No country for old tongues
Posted by schrisomalis on February 7, 2010
We all know how obsessed you are with the oldest of anything. But please, stop. You are doing a grave disservice to languages by saying things like ‘A tribal language thought to have existed for 65,000 years has disappeared forever’ or ‘Languages in the Andamans are thought to originate from Africa. Some may be 70,000 years old.’ This is utter nonsense, even if you find a scholar to tell you otherwise. All languages are always changing, and although some may change more rapidly than others, the idea that a language could persist essentially unchanged for multiple millennia is pure bunk. The idea that we can assign exact ages to languages (other than recent inventions) is even more ridiculous. The only ancient languages are the ones actually spoken in the past, and all currently spoken languages have equally long histories. It is a great tragedy that the Bo language has gone extinct, as it is when, every other week or so, another language goes extinct on this planet. It is a tragedy regardless of how long the language has been spoken, because it represents the end of a particular part of the modern world’s cultural diversity. Your attempt to sensationalize this story by exoticizing indigenous peoples as primitives lost in time is unwelcome and counterproductive. Let me help:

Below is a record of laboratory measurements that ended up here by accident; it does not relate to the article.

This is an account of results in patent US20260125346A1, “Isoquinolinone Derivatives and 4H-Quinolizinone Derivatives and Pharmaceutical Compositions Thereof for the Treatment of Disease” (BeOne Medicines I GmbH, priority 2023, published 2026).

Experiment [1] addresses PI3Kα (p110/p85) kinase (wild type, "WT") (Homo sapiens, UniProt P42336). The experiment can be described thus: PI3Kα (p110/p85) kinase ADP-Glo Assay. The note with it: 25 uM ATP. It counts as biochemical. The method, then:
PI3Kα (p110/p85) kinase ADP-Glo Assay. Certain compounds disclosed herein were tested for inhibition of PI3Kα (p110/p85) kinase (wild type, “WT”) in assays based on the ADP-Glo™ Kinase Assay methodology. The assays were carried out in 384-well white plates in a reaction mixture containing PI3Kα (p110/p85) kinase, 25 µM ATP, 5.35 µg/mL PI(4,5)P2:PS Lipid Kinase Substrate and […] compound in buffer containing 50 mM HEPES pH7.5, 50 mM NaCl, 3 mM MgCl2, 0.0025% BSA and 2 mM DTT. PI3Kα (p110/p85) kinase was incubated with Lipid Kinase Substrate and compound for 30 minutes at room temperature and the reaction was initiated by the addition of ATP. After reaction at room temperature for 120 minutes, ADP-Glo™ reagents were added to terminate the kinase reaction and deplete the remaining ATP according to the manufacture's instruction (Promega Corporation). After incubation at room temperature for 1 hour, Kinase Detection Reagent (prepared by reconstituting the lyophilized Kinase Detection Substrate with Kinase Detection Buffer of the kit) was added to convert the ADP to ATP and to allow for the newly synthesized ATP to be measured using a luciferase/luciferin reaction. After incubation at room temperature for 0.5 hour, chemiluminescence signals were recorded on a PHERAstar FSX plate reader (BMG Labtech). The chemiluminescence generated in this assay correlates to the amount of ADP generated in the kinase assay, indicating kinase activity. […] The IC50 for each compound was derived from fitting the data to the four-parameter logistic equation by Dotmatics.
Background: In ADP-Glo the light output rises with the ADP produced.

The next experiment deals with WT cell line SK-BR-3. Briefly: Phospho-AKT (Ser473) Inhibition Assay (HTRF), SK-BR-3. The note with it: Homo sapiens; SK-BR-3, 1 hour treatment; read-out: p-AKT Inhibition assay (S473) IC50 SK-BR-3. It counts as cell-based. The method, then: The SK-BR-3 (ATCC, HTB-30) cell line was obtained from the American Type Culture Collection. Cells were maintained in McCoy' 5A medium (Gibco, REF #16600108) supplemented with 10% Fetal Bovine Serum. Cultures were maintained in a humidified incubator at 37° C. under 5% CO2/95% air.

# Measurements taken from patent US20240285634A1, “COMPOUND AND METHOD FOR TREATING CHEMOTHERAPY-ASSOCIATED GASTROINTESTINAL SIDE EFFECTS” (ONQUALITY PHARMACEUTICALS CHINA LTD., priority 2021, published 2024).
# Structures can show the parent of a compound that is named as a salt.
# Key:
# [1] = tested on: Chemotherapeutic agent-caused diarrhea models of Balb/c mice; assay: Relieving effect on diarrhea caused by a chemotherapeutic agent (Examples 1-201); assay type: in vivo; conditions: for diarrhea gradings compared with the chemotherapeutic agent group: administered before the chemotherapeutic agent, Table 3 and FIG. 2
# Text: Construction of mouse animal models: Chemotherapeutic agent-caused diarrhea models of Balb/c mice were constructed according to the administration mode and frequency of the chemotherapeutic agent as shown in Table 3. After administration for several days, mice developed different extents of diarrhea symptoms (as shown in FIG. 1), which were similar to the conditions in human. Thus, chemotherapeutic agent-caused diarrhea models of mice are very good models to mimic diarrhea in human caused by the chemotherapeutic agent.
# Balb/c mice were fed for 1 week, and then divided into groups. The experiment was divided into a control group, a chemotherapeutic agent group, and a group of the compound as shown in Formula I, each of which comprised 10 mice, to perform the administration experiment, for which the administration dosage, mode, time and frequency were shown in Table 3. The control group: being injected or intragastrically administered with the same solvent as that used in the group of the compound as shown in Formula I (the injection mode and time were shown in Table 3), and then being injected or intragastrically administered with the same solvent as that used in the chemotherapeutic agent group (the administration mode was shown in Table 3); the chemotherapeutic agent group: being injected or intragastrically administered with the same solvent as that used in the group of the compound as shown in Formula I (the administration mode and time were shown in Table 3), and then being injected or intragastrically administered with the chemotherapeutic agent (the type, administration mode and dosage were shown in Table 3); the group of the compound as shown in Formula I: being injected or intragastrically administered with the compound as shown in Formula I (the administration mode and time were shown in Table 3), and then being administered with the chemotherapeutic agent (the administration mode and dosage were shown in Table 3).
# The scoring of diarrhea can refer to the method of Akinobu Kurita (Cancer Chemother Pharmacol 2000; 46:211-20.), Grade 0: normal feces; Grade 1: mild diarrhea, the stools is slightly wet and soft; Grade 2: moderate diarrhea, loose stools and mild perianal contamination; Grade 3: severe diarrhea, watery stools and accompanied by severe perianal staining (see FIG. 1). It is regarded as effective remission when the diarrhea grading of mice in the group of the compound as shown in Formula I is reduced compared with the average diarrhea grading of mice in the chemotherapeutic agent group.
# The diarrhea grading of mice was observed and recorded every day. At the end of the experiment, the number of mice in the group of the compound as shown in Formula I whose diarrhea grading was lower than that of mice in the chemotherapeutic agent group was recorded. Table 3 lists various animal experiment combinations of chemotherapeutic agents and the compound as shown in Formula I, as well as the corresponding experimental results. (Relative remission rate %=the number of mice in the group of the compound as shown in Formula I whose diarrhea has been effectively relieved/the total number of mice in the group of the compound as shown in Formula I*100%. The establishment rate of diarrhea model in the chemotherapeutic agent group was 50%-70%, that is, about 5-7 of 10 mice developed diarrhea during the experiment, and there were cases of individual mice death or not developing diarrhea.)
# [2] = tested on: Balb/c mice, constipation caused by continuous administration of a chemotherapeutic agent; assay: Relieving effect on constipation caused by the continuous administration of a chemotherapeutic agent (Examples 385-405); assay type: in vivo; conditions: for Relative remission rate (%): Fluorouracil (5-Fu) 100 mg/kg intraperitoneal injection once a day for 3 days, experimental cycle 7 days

The Bo (Aka-Bo) language was a member of the Northern branch of the Greater Andamanese language subfamily. With its extinction, only one Greater Andamanese language, A-Pucikwar, has any remaining known speakers, and it is highly endangered. The ten Great Andamanese and three South Andamanese languages are all related to one another, although the exact relationships among them remain unclear, but there is no known relationship between the Andamanese languages and any other languages of the world. Their importance for linguistics is that they may represent descendants of the languages of the original migrants to the Andaman Islands many millennia ago, and if we were able to reconstruct the Proto-Andamanese language, potentially to better understand the population and migration history of the Indian Ocean. Their importance for their remaining speakers is inestimably greater.